Most of our acquisitions from HFC occurred while we were a consolidated variable interest entity (“VIE”) of HFC. Therefore, as an entity under common control with HFC, we recorded these acquisitions on our balance sheets at HFC's historical basis instead of our purchase price or fair value.

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Goodwill and Long-Lived Assets
Goodwill represents the excess of our cost of an acquired business over the fair value of the assets acquired, less liabilities assumed. Goodwill is not amortized. We test goodwill at the reporting unit level for impairment annually and between annual tests if events or changes in circumstances indicate the carrying amount may exceed fair value. Our goodwill impairment testing first entails a comparison of our reporting unit fair values relative to their respective carrying values, including goodwill. If carrying value exceeds the estimated fair value for a reporting unit, we measure goodwill impairment as the excess of the carrying amount of the reporting unit over the estimated fair value of the reporting unit.

Indicators of goodwill and long-lived asset impairment
The changes in our new agreements with HFC related to our Cheyenne assets resulted in an increase in the net book value of our Cheyenne reporting unit due to sales-type lease accounting, which led us to determine indicators of potential goodwill impairment for our Cheyenne reporting unit were present.

The estimated fair value of our Cheyenne reporting unit was derived using a combination of income and market approaches. The income approach reflects expected future cash flows based on anticipated gross margins, operating costs, and capital expenditures. The market approaches include both the guideline public company and guideline transaction methods. Both methods utilize pricing multiples derived from historical market transactions of other like-kind assets. These fair value measurements involve significant unobservable inputs (Level 3 inputs). See Note 5 for further discussion of Level 3 inputs.

Our interim impairment testing of our Cheyenne reporting unit goodwill identified an impairment charge of $11.0 million, which was recorded in the three months ended March 31, 2021.

We evaluate long-lived assets, including finite-lived intangible assets, for potential impairment by identifying whether indicators of impairment exist and, if so, assessing whether the long-lived assets are recoverable from estimated future undiscounted cash flows. The actual amount of impairment loss, if any, to be recorded is equal to the amount by which a long-lived asset’s carrying value exceeds its fair value.

Revenue Recognition
Revenues are generally recognized as products are shipped through our pipelines and terminals, feedstocks are processed through our refinery processing units or other services are rendered. The majority of our contracts with customers meet the definition of a lease since (1) performance of the contracts is dependent on specified property, plant, or equipment and (2) it is unlikely that one or more parties other than the customer will take more than a minor amount of the output associated with the specified property, plant, or equipment. Prior to the adoption of the new lease standard (see below), we bifurcated the consideration received between lease and service revenue. The new lease standard allows the election of a practical expedient whereby a lessor does not have to separate non-lease (service) components from lease components under certain conditions. The majority of our contracts meet these conditions, and we have made this election for those contracts. Under this practical expedient, we treat the combined components as a single performance obligation in accordance with Accounting Standards Codification (“ASC”) 606, which largely codified ASU 2014-09, if the non-lease (service) component is the dominant component. If the lease component is the dominant component, we treat the combined components as a lease in accordance with ASC 842, which largely codified ASU 2016-02.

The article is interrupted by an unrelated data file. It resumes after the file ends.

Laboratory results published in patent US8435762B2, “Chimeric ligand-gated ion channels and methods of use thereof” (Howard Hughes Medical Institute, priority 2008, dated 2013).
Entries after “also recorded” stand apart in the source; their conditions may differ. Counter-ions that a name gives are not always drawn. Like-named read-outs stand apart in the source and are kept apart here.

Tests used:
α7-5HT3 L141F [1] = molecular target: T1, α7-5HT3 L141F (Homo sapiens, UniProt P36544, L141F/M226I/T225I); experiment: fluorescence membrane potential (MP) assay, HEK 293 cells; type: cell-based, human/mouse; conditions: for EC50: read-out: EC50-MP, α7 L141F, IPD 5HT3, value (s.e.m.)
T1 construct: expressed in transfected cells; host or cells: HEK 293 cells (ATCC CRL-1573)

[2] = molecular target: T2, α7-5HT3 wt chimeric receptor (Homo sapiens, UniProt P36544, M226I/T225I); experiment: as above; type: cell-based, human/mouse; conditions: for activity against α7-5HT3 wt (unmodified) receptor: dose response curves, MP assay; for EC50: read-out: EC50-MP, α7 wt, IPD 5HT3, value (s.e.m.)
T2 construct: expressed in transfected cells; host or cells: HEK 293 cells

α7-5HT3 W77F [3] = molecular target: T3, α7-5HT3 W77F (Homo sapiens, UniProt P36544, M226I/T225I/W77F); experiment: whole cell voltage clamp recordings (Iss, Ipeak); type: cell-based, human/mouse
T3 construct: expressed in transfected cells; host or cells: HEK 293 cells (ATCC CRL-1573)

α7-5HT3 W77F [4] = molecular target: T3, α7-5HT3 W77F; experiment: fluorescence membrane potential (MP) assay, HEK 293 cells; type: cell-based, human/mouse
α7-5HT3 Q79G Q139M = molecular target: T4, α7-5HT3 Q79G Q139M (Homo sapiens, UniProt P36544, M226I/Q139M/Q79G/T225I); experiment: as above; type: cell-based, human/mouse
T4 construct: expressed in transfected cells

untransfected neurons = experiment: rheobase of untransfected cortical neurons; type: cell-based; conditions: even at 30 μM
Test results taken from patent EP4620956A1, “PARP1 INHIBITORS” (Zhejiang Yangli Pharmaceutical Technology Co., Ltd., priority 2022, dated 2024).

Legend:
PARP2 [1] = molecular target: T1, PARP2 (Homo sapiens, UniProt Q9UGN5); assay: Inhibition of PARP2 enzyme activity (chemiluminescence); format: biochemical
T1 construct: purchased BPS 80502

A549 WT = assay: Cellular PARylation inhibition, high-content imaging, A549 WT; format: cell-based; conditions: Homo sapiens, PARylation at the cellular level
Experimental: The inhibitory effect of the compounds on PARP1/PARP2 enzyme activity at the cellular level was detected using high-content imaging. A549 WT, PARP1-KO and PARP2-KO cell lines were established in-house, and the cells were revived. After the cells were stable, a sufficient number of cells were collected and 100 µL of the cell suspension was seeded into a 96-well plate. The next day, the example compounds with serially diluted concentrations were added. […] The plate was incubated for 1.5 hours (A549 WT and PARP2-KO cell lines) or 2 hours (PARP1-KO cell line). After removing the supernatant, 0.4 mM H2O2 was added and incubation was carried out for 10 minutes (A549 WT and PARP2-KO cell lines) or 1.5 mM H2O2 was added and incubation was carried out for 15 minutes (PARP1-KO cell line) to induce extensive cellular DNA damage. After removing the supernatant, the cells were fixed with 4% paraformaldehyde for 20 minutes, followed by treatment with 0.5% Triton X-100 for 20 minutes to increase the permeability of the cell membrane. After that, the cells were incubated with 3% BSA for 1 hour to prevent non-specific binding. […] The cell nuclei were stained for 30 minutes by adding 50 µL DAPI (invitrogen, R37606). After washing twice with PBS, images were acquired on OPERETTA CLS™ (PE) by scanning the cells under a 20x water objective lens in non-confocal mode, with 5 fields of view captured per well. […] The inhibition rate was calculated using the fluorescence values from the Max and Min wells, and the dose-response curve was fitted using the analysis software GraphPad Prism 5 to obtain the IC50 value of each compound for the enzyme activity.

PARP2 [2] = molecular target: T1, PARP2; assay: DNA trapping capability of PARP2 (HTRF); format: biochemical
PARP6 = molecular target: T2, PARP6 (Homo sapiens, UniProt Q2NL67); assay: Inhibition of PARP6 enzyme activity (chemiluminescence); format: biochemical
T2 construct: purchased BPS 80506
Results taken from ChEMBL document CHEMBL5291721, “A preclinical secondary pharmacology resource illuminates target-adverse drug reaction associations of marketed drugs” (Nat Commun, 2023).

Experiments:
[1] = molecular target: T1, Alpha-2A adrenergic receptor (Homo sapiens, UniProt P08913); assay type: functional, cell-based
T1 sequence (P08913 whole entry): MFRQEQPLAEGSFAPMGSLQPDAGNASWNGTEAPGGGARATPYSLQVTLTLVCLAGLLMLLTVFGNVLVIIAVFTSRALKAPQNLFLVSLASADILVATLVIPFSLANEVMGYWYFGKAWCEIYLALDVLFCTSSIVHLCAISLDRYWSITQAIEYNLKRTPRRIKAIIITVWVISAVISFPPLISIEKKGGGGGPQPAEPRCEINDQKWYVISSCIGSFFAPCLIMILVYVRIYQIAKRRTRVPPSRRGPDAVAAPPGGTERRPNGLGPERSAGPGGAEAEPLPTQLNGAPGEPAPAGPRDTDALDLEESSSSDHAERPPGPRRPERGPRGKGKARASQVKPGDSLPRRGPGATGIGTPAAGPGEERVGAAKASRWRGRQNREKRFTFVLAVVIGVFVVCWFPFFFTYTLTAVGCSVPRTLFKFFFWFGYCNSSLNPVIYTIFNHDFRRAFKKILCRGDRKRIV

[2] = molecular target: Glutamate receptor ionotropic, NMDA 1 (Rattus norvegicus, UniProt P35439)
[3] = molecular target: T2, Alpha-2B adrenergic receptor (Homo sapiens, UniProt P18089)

Several of our contracts include incentive or reduced tariffs once a certain quarterly volume is met. Revenue from the variable element of these transactions is recognized based on the actual volumes shipped as it relates specifically to rendering the services during the applicable quarter.
The majority of our long-term transportation contracts specify minimum volume requirements, whereby, we bill a customer for a minimum level of shipments in the event a customer ships below their contractual requirements. If there are no future performance obligations, we will recognize these deficiency payments in revenue.